The Materials used for these small demos are all relatively easy to find. Firstly, a simple pendulum was made with a beaker stand and a metal bar suspended horizontally. Weight were hung from places on the pole at equal distance from eachother.
Tuning forks can be found in physics labs, or from music stores. They vary in size, as the larger ones produce louder pitch and therefore, more audible results.
Any guitar will do, although electric guitars through amps make much louder noises for the demonstration. If a microphone is available, the program at _______ can be downloaded and used to identify frequencies while using the tuning forks and the guitar.
Any solid metal bar that can be comfortably held between two fingers works well. Again, the program can be used to identify the exact pitch and tone of the bars resonant frequency. The Ebow is the one tricky thing to get. They are expensive to buy, and it is much more practical to borrow one from a guitar player. Not everybody has them, but they are very interesting to look at and use when discussing resonance.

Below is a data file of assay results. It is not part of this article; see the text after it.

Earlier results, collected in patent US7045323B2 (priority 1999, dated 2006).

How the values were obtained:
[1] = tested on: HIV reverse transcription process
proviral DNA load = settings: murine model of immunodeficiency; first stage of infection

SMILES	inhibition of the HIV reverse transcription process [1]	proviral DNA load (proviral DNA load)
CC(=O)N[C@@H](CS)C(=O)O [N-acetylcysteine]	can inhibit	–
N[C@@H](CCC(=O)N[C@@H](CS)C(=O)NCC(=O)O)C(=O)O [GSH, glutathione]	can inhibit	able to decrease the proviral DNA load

Other items, such as a wine glass or a sea shell, are interesting items when demonstrating resonance. By rubbing the wine glass around the rim, you can excite the resonant pitches. Random inaudible sound waves are always in the air in a room, and if any of them happen to match or come close to the resonant frequency of a seashell structure, then there will be an audible noise from inside the seashell. Hence, the 'sound of the sea' is heard.
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